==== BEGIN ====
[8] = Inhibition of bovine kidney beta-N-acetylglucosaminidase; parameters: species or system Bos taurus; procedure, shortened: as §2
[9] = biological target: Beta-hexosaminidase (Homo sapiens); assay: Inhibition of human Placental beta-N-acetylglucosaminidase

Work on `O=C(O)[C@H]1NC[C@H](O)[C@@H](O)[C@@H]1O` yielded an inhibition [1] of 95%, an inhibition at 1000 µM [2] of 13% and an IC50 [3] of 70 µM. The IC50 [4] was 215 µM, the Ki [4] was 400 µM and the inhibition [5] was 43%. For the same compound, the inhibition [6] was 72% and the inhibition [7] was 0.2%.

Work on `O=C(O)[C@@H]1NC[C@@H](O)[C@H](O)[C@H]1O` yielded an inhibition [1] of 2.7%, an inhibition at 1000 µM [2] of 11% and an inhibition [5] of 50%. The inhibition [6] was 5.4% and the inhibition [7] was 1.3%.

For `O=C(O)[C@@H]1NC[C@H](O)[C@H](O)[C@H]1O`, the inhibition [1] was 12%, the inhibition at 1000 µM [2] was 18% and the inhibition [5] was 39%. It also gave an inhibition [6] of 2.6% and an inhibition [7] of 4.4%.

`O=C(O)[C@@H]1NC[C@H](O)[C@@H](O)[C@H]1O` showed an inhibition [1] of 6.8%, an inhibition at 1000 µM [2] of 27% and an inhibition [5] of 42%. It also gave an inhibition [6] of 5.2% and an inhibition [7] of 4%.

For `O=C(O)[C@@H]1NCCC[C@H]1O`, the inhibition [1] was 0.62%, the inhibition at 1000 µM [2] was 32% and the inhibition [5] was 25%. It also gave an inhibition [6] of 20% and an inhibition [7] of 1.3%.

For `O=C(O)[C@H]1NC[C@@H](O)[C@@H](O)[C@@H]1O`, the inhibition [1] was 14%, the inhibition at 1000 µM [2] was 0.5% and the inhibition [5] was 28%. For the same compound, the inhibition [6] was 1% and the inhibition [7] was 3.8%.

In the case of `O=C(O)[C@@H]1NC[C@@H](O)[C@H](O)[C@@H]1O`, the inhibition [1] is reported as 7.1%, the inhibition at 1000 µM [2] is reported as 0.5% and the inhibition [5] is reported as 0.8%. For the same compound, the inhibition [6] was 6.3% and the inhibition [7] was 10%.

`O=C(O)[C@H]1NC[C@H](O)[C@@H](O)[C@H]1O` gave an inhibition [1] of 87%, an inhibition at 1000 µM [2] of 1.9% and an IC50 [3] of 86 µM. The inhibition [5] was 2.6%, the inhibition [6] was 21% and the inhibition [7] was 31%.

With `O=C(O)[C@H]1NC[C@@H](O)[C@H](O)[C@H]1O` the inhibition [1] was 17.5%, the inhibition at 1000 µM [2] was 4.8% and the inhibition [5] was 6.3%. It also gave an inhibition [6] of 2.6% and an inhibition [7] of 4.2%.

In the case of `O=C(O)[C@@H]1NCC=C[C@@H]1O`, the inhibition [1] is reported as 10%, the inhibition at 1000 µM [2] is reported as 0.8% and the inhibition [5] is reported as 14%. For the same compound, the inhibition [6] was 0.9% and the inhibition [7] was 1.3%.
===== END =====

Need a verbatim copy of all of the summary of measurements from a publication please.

[8] = Inhibition of bovine kidney beta-N-acetylglucosaminidase; parameters: species or system Bos taurus; procedure, shortened: as §2
[9] = biological target: Beta-hexosaminidase (Homo sapiens); assay: Inhibition of human Placental beta-N-acetylglucosaminidase

Work on `O=C(O)[C@H]1NC[C@H](O)[C@@H](O)[C@@H]1O` yielded an inhibition [1] of 95%, an inhibition at 1000 µM [2] of 13% and an IC50 [3] of 70 µM. The IC50 [4] was 215 µM, the Ki [4] was 400 µM and the inhibition [5] was 43%. For the same compound, the inhibition [6] was 72% and the inhibition [7] was 0.2%.

Work on `O=C(O)[C@@H]1NC[C@@H](O)[C@H](O)[C@H]1O` yielded an inhibition [1] of 2.7%, an inhibition at 1000 µM [2] of 11% and an inhibition [5] of 50%. The inhibition [6] was 5.4% and the inhibition [7] was 1.3%.

For `O=C(O)[C@@H]1NC[C@H](O)[C@H](O)[C@H]1O`, the inhibition [1] was 12%, the inhibition at 1000 µM [2] was 18% and the inhibition [5] was 39%. It also gave an inhibition [6] of 2.6% and an inhibition [7] of 4.4%.

`O=C(O)[C@@H]1NC[C@H](O)[C@@H](O)[C@H]1O` showed an inhibition [1] of 6.8%, an inhibition at 1000 µM [2] of 27% and an inhibition [5] of 42%. It also gave an inhibition [6] of 5.2% and an inhibition [7] of 4%.

For `O=C(O)[C@@H]1NCCC[C@H]1O`, the inhibition [1] was 0.62%, the inhibition at 1000 µM [2] was 32% and the inhibition [5] was 25%. It also gave an inhibition [6] of 20% and an inhibition [7] of 1.3%.

For `O=C(O)[C@H]1NC[C@@H](O)[C@@H](O)[C@@H]1O`, the inhibition [1] was 14%, the inhibition at 1000 µM [2] was 0.5% and the inhibition [5] was 28%. For the same compound, the inhibition [6] was 1% and the inhibition [7] was 3.8%.

In the case of `O=C(O)[C@@H]1NC[C@@H](O)[C@H](O)[C@@H]1O`, the inhibition [1] is reported as 7.1%, the inhibition at 1000 µM [2] is reported as 0.5% and the inhibition [5] is reported as 0.8%. For the same compound, the inhibition [6] was 6.3% and the inhibition [7] was 10%.

`O=C(O)[C@H]1NC[C@H](O)[C@@H](O)[C@H]1O` gave an inhibition [1] of 87%, an inhibition at 1000 µM [2] of 1.9% and an IC50 [3] of 86 µM. The inhibition [5] was 2.6%, the inhibition [6] was 21% and the inhibition [7] was 31%.

With `O=C(O)[C@H]1NC[C@@H](O)[C@H](O)[C@H]1O` the inhibition [1] was 17.5%, the inhibition at 1000 µM [2] was 4.8% and the inhibition [5] was 6.3%. It also gave an inhibition [6] of 2.6% and an inhibition [7] of 4.2%.

In the case of `O=C(O)[C@@H]1NCC=C[C@@H]1O`, the inhibition [1] is reported as 10%, the inhibition at 1000 µM [2] is reported as 0.8% and the inhibition [5] is reported as 14%. For the same compound, the inhibition [6] was 0.9% and the inhibition [7] was 1.3%.